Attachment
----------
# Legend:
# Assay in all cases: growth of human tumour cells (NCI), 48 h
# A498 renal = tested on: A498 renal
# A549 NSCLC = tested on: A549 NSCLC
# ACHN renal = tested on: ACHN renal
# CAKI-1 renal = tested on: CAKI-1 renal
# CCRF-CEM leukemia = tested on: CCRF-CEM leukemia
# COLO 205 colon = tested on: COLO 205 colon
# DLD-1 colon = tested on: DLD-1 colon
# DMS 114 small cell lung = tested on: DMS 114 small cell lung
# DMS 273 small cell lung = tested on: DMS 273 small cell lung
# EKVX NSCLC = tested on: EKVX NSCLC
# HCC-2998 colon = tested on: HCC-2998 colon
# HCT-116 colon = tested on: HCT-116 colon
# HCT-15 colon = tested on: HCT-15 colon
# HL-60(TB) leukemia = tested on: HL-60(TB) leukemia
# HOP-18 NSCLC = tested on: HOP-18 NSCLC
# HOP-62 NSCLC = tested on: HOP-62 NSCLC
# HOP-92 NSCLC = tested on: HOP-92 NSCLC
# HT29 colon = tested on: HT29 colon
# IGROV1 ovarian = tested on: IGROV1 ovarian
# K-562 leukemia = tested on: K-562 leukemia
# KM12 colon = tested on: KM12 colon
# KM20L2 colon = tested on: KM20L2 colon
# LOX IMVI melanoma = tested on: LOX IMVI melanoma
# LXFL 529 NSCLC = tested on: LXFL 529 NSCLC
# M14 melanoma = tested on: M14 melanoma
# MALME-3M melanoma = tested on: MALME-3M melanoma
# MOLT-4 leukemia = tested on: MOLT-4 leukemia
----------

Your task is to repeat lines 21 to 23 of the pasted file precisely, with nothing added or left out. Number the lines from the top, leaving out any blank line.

# IGROV1 ovarian = tested on: IGROV1 ovarian
# K-562 leukemia = tested on: K-562 leukemia
# KM12 colon = tested on: KM12 colon